I came across a few other examples, but they didn't do a good job of displaying the initial value or handling choices with integer values.
Updating specific requirements is something I need to do pretty often, and it's not fun to explain all the Pipenv quirks to the team.
Pip-tools looks like it does everything I need and has fewer quirks, so I ended up making the switch.
Pipenv uses pip-tools under the hood, so the migration to pip-tools was very smooth. The migration process was:
- Copy the dev-packages and packages sections of the Pipfile to their own requirements.in files.
- Run pip-compile
- Copy over the specific versions and hashes from the Pipfile.lock to the generated requirements.txt.
I learned about the "playsinline" fix from here: https://webkit.org/blog/6784/new-video-policies-for-ios/
Adding "playsinline" to my video tag fixed it.
I set up a ESP32 houseplant soil water + temperature + humidity + light sensor that sends me a daily status update message.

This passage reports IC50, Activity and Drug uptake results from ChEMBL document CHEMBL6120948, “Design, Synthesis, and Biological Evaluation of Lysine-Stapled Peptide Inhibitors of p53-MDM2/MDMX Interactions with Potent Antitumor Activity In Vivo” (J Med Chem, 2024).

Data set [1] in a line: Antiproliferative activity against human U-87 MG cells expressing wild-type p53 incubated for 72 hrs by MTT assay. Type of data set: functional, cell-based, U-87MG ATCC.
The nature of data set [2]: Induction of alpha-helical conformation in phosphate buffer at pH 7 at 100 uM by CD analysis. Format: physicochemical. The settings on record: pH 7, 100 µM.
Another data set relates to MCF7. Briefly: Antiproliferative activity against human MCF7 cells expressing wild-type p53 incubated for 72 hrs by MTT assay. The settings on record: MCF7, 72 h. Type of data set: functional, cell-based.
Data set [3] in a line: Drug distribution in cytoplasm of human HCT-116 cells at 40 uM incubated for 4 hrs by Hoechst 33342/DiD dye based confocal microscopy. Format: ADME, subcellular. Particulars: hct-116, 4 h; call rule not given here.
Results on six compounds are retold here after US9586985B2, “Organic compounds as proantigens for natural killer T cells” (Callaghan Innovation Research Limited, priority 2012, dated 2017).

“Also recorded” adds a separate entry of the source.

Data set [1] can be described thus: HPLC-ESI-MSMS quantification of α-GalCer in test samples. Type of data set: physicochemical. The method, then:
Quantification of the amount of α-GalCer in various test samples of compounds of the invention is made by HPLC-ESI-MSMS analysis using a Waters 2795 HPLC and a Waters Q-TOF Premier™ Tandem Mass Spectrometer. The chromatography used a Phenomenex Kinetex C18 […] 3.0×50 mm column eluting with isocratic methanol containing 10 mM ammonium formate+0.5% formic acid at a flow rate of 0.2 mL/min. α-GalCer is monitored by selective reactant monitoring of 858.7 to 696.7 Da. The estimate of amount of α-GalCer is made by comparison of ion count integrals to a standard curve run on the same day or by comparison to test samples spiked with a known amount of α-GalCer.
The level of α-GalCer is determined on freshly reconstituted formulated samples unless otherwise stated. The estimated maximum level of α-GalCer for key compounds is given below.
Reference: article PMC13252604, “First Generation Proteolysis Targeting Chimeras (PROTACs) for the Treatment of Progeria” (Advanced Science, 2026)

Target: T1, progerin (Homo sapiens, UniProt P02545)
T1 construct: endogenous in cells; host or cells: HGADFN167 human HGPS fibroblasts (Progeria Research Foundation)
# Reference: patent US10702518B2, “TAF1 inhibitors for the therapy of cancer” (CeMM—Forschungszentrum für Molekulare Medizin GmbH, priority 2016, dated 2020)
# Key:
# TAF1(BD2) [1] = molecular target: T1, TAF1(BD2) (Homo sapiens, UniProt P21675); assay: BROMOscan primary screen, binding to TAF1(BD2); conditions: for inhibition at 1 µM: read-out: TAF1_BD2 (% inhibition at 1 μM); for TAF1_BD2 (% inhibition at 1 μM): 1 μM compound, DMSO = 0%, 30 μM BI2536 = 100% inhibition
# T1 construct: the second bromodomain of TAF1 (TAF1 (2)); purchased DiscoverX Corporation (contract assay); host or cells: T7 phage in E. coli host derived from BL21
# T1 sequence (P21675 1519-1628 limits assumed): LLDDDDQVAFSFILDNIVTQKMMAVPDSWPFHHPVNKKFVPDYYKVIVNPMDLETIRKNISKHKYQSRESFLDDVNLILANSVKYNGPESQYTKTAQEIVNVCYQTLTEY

Here’s the code for it: https://gist.github.com/pawl/6a408afde1411c6b1f58980e3d1dff83
Here's what I did:
- Purchase the domain using Route53.
- Create two public s3 buckets (www.heckingoodboys.com and heckingoodboys.com)
- Enable "Static website hosting" on www.heckingoodboys.com and redirect to heckingoodboys.com.
- Enable "Static website hosting" on heckingoodboys.com, select "use this bucket to host this website", and use routing rules similar to this:
- Back to Route53 - Create an A record for both www.heckingoodboys.com and heckingoodboys.com using the alias to their respective buckets. (this will be the first option in autocomplete)
Why not just use a CNAME from www.heckingoodboys.com to heckingoodboys.com? AWS says they don't charge for aliases, but they do charge for CNAMEs. So, I used an alias to a bucket instead.
What can you do with custom storage systems?:
"Django abstracts file storage using storage backends, from simple filesystem storage to things like S3. This can be used for processing file uploads, storing static assets, and more." -https://tartarus.org/james/diary/2013/07/18/fun-with-django-storage-backends